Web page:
City councillor initially opposes residential-school training for city staff, then apologizes
North Kildonan's Jeff Browaty says he supports education about reconciliation, but is concerned about the cost
Coun. Jeff Browaty has apologized for telling city council the City of Winnipeg should not proceed with plans to educate city staff about the legacy of residential schools.
As part of Winnipeg's efforts to implement the 94 recommendations of the Truth and Reconciliation Commission, the city has developed a half-day session that will allow city staff to learn about the schools as well as their long-lasting effects.
According to a report to council, the city has cultural teachers and elders ready to begin training "in 2017 and beyond, until all staff have participated."
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On the floor of council on Wednesday morning, Browaty (North Kildonan) said he opposes this plan even though he supports Winnipeg's efforts to promote reconciliation and Mayor Brian Bowman's response to the most-racist label applied to Winnipeg by Maclean's magazine.
Browaty said he does not like the idea of placing workers in classrooms when they could be cutting grass or filling potholes.
"Winnipeg already has an absolutely stunning Canadian Museum for Human Rights," he said. "[Paying] employees overtime to attend this type of training, taking them away from cutting grass and providing the services we count on, I don't think that that is our position."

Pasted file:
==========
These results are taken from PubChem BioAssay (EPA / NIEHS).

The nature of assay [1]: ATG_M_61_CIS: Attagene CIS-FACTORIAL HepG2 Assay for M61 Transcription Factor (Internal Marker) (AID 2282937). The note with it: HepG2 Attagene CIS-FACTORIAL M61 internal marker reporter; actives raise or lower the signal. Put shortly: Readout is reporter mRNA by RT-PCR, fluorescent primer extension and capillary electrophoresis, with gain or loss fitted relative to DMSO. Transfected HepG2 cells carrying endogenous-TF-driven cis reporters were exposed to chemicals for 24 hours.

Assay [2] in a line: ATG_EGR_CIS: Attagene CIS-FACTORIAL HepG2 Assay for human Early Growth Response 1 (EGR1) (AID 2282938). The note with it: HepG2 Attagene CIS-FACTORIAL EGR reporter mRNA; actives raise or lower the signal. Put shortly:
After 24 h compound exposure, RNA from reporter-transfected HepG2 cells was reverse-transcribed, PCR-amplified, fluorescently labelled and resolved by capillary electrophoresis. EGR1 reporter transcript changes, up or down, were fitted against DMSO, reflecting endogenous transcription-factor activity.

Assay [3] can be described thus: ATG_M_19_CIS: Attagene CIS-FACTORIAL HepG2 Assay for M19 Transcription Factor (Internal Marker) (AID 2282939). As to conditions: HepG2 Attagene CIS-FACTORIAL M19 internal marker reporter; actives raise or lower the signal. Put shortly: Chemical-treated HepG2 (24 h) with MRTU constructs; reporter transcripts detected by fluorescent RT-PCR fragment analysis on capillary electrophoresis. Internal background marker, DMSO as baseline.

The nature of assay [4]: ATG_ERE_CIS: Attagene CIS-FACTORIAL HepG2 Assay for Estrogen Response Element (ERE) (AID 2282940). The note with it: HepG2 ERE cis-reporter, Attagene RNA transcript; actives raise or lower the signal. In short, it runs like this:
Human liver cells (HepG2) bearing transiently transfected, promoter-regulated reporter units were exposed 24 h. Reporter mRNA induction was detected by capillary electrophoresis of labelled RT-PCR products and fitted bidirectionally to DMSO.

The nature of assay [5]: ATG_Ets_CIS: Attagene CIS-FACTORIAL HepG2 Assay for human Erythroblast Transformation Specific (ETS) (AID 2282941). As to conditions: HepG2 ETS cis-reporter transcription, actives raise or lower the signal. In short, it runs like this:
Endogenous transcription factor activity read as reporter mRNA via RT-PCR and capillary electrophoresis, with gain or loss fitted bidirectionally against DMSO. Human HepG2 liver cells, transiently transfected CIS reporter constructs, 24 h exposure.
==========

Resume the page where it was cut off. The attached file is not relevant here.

Browaty said he supports raising the issue of residential schools, "but where it actually incurs expense, I have to draw the line."
Browaty made his comments shortly before council approved an administrative report that details what Winnipeg has done and has yet to do to implement Truth and Reconciliation Commission recommendations.
Without mentioning Browaty by name, Bowman said the comments demonstrate why education and training about residential schools are needed so badly.
"What are the costs of inaction to the community?" Bowman asked on the floor of council.
After the break, Browaty said he reconsidered, in part because of a public outcry.
"I'm going to eat crow on this one," he told reporters. "We have to recognize our history is not a proud one. Our treatment of our First Nations community in the past is deplorable and it's something we can't sweep under the rug."
Browaty said he will support the idea of training all city staff and said he will request to receive the training already offered to Winnipeg Police Service employees.
But the councillor continued to question the logic behind requiring all city staff must attend the classes. He said the city issues 10,000 T4s a year and the move will result in the loss of 5,000 work days.
The cost of the classes remains unknown, he added, insisting the report to council is not open and transparent.
Speaking to reporters outside the council chamber, Bowman said he is not surprised by Browaty's comments, adding the councillor has made similar comments in private meetings.
Bowman said he will, nonetheless, consider the impact of the councillor's comments on his role as the chair of the Winnipeg Police Board.
Speaking to the cost of the sessions on reconciliation, the mayor said he believed they could be accommodated within existing council budgets.